What Is a Tapeworm?

Types, causes and symptoms of infection, and treatments explained

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Tapeworms are a type of parasitic flatworm, and some species can infect humans. The worms live and grow in the digestive tract, a condition known as taeniasis.

Tapeworm infections are rare in the United States and tend to be more common parts of in the developing world due to contaminated and undercooked meat or fish. When an infection does occur, it is relatively easy to treat.

This article looks at the symptoms and causes of tapeworm infection and what is needed to diagnose, treat, and prevent taeniasis.

What is a Tapeworm Infection?
Verywell / Emily Roberts

Tapeworm Infection Symptoms

In most cases, infection with a tapeworm causes few or no symptoms. In fact, many people with taeniasis do not even realize that they've been infected.

If there are signs and symptoms of taeniasis, they may include:

  • Abdominal pain
  • Diarrhea
  • Fatigue
  • Hunger
  • Lack of appetite
  • Nausea
  • Passing tapeworm segments in the stool
  • Weight loss

An untreated infection can also lead to vitamin B12 deficiency which, in turn, can cause anemia. This condition can occur when your body lacks enough healthy red blood cells to carry sufficient oxygen to the tissues in your body.

Signs and symptoms of anemia can include:

  • Depression
  • Dizziness
  • Fatigue
  • Headaches
  • Low energy
  • Rapid heartbeat
  • Ringing in the ears


With certain types of tapeworm, such as those that infect pork, the larvae can move out of the digestive system and form fluid-filled cysts in other body parts (called cysticercosis). This may result in masses or lumps under the skin or in body tissues or organs.

If cysts develop in the central nervous system or the brain, there can be neurological symptoms referred to as neurocysticercosis. This can be quite serious.

When to See a Healthcare Provider

Many cases of taeniasis are asymptomatic (without symptoms). If you experience any of the signs or symptoms of tapeworm infection after traveling to an endemic area, seek medical attention.

This is especially true if you experience any of the rare signs and symptoms of cysticercosis, including:

  • Severe headache with a stiff neck
  • Abnormally rapid heartbeat
  • Rapid, shallow breathing
  • Sensitivity to light
  • Vomiting
  • Confusion
  • Sudden bulging of veins in the scalp and forehead
  • Downward deviation of the eyes
  • An allergy-like reaction, with itching, hives, swelling, and difficulty breathing (caused by the bursting of larval cysts)

Can Tapeworms Kill You?

Tapeworms don't usually cause complications. But if neurocysticercosis occurs, it can rapidly turn deadly if left untreated, leading to meningitis, hydrocephalus ("water on the brain"), seizures, and dementia. Even so, death from neurocysticercosis is rare, with only 211 deaths reported in the United States between 1985 and 2011.

How Do You Get a Tapeworm?

There are different species of tapeworms that can infect humans, including:

  • Beef tapeworm (Taenia saginata)
  • Pork tapeworm (Taenia solium)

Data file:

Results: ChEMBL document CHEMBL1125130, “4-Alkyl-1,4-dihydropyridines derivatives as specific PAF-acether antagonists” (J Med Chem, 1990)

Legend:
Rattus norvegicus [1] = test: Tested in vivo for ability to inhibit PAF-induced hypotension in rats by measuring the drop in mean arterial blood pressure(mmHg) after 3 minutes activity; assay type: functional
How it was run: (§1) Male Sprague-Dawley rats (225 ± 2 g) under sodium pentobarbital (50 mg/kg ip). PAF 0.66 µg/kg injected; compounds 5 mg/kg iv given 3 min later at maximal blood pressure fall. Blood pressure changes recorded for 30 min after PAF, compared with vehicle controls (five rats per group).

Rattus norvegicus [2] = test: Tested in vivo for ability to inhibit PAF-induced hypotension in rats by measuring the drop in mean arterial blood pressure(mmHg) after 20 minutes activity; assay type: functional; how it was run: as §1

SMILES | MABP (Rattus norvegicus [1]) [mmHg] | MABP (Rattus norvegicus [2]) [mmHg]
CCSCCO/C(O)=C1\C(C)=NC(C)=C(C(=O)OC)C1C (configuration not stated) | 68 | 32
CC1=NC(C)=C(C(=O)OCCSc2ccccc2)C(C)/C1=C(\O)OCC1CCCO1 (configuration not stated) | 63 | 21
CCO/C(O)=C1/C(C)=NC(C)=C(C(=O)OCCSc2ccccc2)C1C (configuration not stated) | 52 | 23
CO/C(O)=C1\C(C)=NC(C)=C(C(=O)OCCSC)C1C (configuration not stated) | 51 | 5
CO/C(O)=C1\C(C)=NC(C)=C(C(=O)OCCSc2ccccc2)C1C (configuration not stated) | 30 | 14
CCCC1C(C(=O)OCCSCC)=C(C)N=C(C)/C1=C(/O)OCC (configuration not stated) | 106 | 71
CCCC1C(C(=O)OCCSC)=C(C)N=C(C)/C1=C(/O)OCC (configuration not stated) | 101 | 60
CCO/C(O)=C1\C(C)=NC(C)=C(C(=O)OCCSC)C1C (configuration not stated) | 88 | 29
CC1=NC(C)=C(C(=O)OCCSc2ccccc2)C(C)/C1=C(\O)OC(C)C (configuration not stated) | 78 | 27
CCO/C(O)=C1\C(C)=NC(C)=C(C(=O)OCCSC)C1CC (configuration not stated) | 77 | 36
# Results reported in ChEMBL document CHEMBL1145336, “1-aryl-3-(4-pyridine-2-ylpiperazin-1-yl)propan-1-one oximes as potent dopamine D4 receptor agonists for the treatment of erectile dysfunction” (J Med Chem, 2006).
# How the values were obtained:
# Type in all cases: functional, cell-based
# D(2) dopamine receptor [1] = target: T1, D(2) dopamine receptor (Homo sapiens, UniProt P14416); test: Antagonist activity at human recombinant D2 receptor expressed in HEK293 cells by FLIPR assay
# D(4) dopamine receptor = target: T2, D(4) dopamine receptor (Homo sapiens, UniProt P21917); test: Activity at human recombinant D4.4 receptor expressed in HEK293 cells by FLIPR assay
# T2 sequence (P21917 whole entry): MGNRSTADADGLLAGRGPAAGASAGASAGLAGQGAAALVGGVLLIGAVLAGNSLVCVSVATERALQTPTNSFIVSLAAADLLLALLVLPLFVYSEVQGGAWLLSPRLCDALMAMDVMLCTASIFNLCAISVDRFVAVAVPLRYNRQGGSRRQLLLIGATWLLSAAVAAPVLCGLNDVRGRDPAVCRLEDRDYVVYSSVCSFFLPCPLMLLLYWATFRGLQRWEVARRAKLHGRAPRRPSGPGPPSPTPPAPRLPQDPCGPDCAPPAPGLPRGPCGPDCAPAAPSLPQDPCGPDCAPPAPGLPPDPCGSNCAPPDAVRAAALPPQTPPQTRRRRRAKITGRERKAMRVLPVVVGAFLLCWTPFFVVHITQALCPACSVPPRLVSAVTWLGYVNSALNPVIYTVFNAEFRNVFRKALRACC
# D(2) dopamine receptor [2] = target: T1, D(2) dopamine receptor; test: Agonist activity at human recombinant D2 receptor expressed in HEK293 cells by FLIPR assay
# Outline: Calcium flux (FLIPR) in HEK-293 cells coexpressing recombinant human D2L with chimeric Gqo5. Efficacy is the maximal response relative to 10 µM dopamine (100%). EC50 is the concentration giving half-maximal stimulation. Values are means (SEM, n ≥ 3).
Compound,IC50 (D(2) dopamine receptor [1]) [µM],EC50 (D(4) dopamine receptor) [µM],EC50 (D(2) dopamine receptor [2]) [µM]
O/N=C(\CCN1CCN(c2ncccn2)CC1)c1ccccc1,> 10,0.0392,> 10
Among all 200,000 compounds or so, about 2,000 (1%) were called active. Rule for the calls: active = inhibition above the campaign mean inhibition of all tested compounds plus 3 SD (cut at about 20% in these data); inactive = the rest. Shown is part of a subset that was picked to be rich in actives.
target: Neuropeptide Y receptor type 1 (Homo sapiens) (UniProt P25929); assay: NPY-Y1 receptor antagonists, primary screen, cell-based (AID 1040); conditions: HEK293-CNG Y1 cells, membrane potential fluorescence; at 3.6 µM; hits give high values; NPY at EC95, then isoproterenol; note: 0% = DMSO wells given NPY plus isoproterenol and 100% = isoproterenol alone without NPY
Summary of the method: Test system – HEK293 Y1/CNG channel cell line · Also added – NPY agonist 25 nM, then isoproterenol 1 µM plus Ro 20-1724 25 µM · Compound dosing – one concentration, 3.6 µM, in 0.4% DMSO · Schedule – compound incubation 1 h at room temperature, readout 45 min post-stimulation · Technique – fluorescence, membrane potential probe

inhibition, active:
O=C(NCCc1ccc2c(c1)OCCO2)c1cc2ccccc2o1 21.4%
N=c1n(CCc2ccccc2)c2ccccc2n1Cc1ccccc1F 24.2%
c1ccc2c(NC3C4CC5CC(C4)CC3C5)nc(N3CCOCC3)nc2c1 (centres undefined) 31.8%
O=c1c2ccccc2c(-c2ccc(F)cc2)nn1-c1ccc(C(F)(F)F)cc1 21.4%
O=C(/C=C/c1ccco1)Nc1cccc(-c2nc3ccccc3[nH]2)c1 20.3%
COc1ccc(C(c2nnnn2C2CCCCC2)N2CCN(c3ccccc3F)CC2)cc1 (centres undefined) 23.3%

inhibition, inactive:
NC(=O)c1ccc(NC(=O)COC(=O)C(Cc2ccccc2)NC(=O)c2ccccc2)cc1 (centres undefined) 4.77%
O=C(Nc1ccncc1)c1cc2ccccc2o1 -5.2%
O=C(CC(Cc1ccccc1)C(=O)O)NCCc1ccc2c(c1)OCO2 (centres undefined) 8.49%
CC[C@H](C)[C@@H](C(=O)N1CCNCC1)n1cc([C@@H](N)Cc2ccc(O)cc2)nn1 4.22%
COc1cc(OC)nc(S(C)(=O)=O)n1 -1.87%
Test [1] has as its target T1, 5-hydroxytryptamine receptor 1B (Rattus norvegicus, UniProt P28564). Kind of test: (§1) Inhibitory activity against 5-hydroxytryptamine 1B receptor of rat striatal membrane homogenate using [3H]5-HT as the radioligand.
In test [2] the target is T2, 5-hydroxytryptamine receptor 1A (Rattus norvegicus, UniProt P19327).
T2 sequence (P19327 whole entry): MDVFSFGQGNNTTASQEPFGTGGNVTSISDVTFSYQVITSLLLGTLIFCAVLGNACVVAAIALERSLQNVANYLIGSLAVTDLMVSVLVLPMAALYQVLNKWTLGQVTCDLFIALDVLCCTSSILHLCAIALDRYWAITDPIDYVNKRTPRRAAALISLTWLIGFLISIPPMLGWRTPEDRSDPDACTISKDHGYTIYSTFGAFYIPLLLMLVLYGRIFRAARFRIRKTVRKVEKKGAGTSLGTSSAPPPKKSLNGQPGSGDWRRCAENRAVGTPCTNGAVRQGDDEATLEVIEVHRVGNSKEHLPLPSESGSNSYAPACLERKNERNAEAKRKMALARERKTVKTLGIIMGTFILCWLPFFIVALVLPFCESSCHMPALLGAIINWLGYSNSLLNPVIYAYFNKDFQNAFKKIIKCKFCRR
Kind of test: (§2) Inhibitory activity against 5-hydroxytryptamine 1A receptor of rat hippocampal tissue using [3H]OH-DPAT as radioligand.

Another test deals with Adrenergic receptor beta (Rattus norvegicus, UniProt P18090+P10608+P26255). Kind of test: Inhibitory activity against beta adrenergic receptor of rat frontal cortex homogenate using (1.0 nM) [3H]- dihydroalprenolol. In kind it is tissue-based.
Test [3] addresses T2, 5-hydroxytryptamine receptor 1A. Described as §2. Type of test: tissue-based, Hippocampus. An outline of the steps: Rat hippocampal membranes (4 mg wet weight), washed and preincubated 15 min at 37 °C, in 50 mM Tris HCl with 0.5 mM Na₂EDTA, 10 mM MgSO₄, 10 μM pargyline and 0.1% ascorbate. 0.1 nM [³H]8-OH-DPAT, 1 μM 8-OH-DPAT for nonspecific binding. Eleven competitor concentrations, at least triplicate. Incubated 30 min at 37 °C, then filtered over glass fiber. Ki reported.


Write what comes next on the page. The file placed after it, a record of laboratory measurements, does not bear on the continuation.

• Asian tapeworm (Taenia asiatica), which also infects pork
  • Broad tapeworm (Diphyllobothrium latum), which infects freshwater fish
  • Dwarf tapeworm (Hymenolepis nana), which is spread from hand-to-mouth contact with infected stool

Infections are more common in the developing world in areas, where sanitation facilities are lacking and people may be in close contact with animals. Tapeworm infections in humans occur most often as a result of eating undercooked or raw beef, pork, or fish from an animal that was infected.

Another cause of infection is improper handwashing after coming in contact with tapeworms or tapeworm eggs.

Undercooked Meat, Pork, or Fish

Eating undercooked or raw meat, pork, or fish is the most common way that people are infected with a tapeworm. If the animal had tapeworms, the person eating the meat can also become infected.

The life cycle of a tapeworm begins with eggs. Tapeworm eggs can live outside of a host and in the environment (such as in water or on plants) for days or even months. Animals may become infected after eating plants or feed or drinking water that contains tapeworm eggs.

Once inside an animal host, the eggs hatch and mature into young tapeworms. The worms are mobile and can migrate out of the intestine and into muscle tissue.

If not frozen or cooked properly to kill the worms, the animal's meat contains living tapeworms. They then can be passed on to a human who eats the meat.

Pork Tapeworm Eggs

A less common way of becoming infected with tapeworms is through contact with eggs from the pork tapeworm (T solium). The eggs are shed in the stool from an animal or a human who is infected.

The eggs can remain viable in the environment. This includes water, which is why it's important to ensure that the water you drink is germ-free.

The eggs can also be spread if an infected person doesn’t wash their hands well after going to the bathroom and then handles food that is eaten by others.

Pork tapeworm eggs can also live on surfaces. It's possible to become infected through the use of objects such as dishes or silverware that have eggs on them.

International Travel

While infection with tapeworms does occur in the United States, it is more common in the developing world. Travel to areas where infections with tapeworms are common is a risk factor for people in the United States diagnosed with taeniasis or cysticercosis.

Cysticercosis mainly affects subsistence farming communities in developing countries of Africa, Asia, and Latin America.